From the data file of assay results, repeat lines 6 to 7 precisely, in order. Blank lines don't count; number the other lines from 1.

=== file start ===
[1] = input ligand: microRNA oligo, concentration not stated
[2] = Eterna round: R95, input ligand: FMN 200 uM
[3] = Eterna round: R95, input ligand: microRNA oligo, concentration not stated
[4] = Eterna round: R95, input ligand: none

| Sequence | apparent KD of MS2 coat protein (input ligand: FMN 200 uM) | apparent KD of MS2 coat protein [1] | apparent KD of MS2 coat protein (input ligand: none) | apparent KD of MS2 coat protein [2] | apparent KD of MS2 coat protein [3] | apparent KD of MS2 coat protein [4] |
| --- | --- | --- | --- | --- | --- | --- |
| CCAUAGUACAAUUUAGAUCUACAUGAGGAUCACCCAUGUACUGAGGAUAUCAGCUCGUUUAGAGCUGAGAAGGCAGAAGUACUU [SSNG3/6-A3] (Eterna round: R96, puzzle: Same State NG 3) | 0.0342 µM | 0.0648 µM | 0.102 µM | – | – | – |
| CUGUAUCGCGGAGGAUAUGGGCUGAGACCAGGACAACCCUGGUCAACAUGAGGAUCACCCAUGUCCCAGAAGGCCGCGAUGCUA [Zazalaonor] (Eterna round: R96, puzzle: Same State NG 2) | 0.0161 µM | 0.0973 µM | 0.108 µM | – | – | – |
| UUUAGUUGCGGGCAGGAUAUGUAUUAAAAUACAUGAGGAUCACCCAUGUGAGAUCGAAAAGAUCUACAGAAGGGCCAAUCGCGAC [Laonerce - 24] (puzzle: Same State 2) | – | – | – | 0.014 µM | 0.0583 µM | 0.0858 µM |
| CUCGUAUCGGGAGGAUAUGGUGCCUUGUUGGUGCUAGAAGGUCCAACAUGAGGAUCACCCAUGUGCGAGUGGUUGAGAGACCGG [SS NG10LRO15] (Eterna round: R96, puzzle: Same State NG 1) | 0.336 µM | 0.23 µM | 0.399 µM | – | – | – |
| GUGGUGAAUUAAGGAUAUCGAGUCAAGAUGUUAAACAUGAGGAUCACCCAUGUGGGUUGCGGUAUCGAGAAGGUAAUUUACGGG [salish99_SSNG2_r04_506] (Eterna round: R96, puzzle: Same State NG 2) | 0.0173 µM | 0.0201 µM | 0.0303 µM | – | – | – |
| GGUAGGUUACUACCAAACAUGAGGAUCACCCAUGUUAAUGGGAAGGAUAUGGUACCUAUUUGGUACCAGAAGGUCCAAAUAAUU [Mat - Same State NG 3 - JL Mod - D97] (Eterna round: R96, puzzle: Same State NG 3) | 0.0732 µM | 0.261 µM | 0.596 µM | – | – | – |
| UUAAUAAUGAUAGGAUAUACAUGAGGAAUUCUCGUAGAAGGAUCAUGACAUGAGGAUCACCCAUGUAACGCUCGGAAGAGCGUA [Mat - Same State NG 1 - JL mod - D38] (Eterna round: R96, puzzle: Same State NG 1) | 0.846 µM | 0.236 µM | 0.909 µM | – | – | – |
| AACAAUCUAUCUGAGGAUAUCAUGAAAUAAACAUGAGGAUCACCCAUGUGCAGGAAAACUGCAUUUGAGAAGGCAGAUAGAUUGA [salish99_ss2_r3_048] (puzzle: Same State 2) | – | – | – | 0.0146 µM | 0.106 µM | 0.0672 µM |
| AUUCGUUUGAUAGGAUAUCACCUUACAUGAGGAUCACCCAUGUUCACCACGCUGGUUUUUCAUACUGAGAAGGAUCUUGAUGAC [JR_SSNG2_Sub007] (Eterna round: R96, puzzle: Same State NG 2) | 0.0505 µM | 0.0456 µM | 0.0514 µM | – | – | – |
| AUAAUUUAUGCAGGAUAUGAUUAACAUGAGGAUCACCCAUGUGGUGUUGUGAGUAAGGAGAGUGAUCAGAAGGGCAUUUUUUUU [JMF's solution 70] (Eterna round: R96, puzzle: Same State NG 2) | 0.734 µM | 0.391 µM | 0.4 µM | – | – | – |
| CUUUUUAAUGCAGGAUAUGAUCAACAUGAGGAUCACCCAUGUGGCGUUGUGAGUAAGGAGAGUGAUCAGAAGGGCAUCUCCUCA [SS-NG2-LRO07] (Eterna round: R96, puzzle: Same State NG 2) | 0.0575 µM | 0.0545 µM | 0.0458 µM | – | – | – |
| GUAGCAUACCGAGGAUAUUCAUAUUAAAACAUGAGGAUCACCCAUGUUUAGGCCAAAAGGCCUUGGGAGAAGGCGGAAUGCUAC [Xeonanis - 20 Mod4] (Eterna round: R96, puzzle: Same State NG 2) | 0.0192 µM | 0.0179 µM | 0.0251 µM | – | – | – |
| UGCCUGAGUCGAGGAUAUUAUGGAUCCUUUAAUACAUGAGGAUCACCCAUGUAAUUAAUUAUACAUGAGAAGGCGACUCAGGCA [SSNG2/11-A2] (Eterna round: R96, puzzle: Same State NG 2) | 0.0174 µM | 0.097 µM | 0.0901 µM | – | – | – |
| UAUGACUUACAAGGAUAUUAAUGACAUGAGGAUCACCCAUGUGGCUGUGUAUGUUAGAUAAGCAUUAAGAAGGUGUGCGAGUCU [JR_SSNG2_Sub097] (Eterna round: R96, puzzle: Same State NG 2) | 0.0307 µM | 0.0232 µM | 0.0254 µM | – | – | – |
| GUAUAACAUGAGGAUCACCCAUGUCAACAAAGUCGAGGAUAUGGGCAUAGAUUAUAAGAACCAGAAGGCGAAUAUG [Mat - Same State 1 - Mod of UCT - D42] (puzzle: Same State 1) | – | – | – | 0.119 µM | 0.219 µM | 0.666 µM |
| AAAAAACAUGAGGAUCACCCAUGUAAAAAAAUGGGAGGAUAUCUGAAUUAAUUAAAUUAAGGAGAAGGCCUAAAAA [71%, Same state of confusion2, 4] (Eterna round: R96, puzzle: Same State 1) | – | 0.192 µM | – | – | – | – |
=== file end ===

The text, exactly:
| --- | --- | --- | --- | --- | --- | --- |
| CCAUAGUACAAUUUAGAUCUACAUGAGGAUCACCCAUGUACUGAGGAUAUCAGCUCGUUUAGAGCUGAGAAGGCAGAAGUACUU [SSNG3/6-A3] (Eterna round: R96, puzzle: Same State NG 3) | 0.0342 µM | 0.0648 µM | 0.102 µM | – | – | – |